TANTA: The trial of 49 people accused of committing crimes during demonstrations earlier this year in Mahalla was postponed Wednesday, when defendants interrupted the prosecutor’s pleadings before the Tanta emergency state security court.
Earlier, some members of the defense team withdrew from the case after protesting the court’s failure to accept their demands, which the presiding judge later accepted.
Lawyer Ahmed Seif El Islam asked the court how he was expected to present pleadings to the court when the defense team had not received an official copy of the case documents.
Another defense lawyer Mohamed Abdel Aziz told Daily News Egypt before the session began that the defense had not received important case documents.
“We found out during the testimony of one of the prosecution witnesses that there exists a report, complete with photographs of the events, which we were not shown, Abdel Aziz said.
Seif El-Islam also protested the court’s rejection of other defense demands, and, in addition to the demand that the defense be shown the report and photographs, he requested that central security troops present in Mahalla’s Shoun Square at the time of the events be allowed to give testimony.
He also asked that eyewitnesses who saw the looting of two schools in Mahalla be allowed to give evidence in court.
Seif El-Islam told the court that their testimony conflicts with the public prosecution office’s charges.
Seven defense witnesses gave evidence during the court session on behalf of individual defendants.
The group of 48 men and one woman were arrested in the weeks following protests that broke out in the Delta town of Mahalla over hiked food prices on April 6.
Lawyers and rights groups allege that the case against the defendants has been contrived to support government claims that the events of April 6 and 7 in Mahalla were acts of thug-led rioting, rather than protests against increasing food prices.
They point to what lawyers say are incomplete police investigations and confessions allegedly extracted under torture.
Heba Maged Abo Taleb told the court that her neighbor, Farahat Abdallah, was not actually in Mahalla at the time the events took place.
“He was away, working in Sharqeya, and only came back two days after the demonstrations, she said.
Abdallah is charged with criminal damage to public and private property.
When she was asked why she thinks Abdallah was arrested, Abo Taleb replied, “All I know is that they were rounding up anyone with a criminal record.
Ashraf Abdel Moneim, one of the defendants, spoke to Daily News Egypt from inside the dock.
“I was in my shop on April 16 when a police officer approached me. He told me to get into the police car, and that he needed to have a word with me but that it would only take a few minutes, he said.
“I was taken to the Mahalla police station where they put me in a cell for 10 days. When my family came to ask about me they told them I wasn’t there.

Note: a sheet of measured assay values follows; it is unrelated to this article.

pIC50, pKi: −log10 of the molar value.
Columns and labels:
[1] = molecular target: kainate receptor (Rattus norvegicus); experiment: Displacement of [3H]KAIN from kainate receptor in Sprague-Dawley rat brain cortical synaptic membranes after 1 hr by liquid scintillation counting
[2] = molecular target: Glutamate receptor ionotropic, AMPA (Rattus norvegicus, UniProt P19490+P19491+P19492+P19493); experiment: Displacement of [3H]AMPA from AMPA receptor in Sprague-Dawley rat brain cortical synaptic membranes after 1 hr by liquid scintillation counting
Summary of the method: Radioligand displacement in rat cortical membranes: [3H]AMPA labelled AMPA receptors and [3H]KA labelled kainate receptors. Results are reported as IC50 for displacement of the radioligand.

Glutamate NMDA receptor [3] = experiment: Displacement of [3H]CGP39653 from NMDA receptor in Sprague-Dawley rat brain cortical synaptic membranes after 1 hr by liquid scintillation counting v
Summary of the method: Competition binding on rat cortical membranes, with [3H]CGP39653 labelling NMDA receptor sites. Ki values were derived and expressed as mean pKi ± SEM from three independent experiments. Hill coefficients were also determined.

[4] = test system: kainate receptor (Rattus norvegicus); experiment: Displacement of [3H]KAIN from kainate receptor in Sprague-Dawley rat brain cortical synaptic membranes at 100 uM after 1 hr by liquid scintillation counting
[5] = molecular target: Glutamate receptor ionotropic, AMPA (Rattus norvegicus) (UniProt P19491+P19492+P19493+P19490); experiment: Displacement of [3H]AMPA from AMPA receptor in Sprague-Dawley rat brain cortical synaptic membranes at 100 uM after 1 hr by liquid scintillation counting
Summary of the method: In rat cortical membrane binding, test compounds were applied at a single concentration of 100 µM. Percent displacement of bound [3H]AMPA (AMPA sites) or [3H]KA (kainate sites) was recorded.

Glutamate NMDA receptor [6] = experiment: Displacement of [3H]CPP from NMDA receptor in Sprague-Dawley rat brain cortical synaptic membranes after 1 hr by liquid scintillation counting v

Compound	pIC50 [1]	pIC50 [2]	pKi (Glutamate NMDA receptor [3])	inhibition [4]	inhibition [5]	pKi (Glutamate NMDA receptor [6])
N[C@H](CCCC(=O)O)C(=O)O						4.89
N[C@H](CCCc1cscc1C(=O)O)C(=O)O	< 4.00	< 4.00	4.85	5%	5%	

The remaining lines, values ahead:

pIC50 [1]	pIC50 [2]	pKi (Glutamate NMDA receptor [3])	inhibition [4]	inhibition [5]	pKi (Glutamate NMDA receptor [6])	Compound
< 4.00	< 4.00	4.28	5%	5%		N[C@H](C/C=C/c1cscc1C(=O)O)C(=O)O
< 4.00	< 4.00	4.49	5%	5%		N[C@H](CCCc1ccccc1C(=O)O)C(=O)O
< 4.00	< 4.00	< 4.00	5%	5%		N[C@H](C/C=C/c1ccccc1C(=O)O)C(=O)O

Abdel Moneim was charged with illegal possession of a weapon.
“I once had a criminal conviction, but for the past five years I’ve stayed out of trouble. Witnesses even testified to the public prosecutor that I was in my shop at the time of the demonstrations.
Abdel Moneim alleged that the “trumped-up charges against the defendants have been brought in order to “justify the extension of the state of emergency.
To support his claims, he referred to photographs which, he says, show police troops deliberately damaging property.
He also pointed to another defendant, Ashraf Mohamed Eissa, who has visible muscular problems in his hands inhibiting their range of motion.
Eissa is accused of stealing computers and printers from a school in Mahalla despite, he says, the fact that his disability prevents him from carrying such objects.
The prosecutor told the court that the case has two important aspects.
“Firstly, we’re living in an age of information: it is easy for anyone to obtain information, even those who haven’t been lucky enough to receive an education.
“Secondly, this case has a political aspect. Opposition groups called for a general strike. This call spread throughout Egypt but particularly so in Mahalla, he continued.
The prosecutor then referred to the fact that “29 of the 49 defendants have criminal records before quoting a Quranic verse which refers to people who “wreak havoc on earth.
This prompted an immediate and angry response from the defendants, who protested what they interpreted as the prosecutor labelling them “infidels.
Defendants shouted, cried and tore at their clothes, demanding that they be removed from the courtroom. The judge adjourned the session mid-pleadings.
The session resumed 10 minutes later when the judge announced that the court had accepted the defense’s demands, and that the trial would resume today, when witnesses would be heard and the prosecution would continue its pleadings.